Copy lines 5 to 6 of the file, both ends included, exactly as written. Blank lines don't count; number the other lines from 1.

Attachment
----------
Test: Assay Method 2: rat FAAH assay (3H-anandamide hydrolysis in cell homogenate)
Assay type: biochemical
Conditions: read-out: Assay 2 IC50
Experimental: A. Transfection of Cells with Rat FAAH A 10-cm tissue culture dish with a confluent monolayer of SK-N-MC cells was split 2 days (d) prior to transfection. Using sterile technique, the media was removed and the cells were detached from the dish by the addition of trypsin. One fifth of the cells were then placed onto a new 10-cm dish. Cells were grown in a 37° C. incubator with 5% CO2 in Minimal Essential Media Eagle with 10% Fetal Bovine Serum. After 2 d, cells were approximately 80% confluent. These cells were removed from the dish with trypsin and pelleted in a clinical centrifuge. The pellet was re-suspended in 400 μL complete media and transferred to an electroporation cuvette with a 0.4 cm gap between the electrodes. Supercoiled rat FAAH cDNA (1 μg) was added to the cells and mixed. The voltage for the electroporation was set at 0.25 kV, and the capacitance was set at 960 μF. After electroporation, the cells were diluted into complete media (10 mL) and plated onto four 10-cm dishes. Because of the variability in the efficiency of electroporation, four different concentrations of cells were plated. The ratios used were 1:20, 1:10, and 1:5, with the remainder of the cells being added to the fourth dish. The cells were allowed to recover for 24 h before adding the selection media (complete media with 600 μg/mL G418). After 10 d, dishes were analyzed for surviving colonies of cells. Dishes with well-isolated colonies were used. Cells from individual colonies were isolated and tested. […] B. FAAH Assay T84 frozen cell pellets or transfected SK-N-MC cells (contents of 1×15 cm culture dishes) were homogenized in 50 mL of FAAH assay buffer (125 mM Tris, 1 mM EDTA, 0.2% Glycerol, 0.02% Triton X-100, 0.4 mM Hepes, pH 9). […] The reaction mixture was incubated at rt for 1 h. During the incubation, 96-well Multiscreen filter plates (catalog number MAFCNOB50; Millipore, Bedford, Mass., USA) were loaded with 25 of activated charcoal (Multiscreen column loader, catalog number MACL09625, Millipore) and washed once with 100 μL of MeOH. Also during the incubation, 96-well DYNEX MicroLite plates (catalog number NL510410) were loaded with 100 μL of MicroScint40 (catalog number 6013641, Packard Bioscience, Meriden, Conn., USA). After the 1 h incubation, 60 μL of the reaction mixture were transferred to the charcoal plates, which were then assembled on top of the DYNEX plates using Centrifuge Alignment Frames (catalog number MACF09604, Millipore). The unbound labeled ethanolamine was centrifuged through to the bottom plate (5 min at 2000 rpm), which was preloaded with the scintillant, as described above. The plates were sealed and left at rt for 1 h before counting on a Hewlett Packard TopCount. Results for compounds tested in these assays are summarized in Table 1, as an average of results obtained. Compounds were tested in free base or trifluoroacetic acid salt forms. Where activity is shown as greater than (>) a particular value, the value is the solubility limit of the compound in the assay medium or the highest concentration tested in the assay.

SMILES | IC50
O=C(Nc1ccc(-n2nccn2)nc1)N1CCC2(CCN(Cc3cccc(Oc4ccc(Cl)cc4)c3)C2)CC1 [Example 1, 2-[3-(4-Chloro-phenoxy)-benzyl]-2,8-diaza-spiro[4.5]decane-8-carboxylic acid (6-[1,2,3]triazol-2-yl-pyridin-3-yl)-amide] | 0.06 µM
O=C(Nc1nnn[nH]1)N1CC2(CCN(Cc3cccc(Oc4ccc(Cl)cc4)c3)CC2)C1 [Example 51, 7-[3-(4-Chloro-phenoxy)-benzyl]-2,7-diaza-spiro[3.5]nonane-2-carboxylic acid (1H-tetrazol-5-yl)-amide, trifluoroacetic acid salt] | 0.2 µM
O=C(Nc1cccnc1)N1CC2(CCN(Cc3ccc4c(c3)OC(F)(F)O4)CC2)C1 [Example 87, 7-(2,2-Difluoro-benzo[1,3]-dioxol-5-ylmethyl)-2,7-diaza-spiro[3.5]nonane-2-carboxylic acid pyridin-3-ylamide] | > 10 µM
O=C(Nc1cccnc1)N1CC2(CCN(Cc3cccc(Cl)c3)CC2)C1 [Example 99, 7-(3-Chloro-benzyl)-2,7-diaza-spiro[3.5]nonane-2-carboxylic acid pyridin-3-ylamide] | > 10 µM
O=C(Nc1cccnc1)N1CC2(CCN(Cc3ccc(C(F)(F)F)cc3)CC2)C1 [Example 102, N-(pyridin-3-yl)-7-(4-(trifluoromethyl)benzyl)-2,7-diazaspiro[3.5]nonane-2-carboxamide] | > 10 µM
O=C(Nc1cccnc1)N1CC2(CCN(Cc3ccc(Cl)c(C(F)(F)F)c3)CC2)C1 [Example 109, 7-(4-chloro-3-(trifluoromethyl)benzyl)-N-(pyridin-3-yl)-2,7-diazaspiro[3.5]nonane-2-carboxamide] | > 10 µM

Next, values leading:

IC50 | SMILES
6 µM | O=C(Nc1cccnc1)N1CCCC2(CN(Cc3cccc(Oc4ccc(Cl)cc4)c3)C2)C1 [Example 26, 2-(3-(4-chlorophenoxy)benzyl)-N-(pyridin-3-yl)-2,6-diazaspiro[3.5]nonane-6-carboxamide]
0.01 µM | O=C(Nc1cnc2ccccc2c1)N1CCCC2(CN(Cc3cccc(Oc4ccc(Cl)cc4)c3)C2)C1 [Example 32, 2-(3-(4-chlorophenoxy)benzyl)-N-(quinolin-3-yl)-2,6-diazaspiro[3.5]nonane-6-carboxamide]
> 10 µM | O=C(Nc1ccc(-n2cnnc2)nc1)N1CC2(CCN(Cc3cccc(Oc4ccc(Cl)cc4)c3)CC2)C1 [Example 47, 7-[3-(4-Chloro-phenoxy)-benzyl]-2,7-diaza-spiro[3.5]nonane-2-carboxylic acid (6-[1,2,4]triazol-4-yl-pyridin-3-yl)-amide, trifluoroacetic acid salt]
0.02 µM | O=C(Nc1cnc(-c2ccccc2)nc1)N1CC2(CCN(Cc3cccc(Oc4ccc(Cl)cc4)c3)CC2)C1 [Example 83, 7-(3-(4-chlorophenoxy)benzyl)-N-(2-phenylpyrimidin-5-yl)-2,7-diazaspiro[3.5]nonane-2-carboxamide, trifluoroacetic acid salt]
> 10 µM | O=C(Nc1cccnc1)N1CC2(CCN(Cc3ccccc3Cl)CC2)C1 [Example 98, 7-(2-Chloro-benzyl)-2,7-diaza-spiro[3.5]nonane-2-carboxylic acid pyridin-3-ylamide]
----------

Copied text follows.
SMILES | IC50
O=C(Nc1ccc(-n2nccn2)nc1)N1CCC2(CCN(Cc3cccc(Oc4ccc(Cl)cc4)c3)C2)CC1 [Example 1, 2-[3-(4-Chloro-phenoxy)-benzyl]-2,8-diaza-spiro[4.5]decane-8-carboxylic acid (6-[1,2,3]triazol-2-yl-pyridin-3-yl)-amide] | 0.06 µM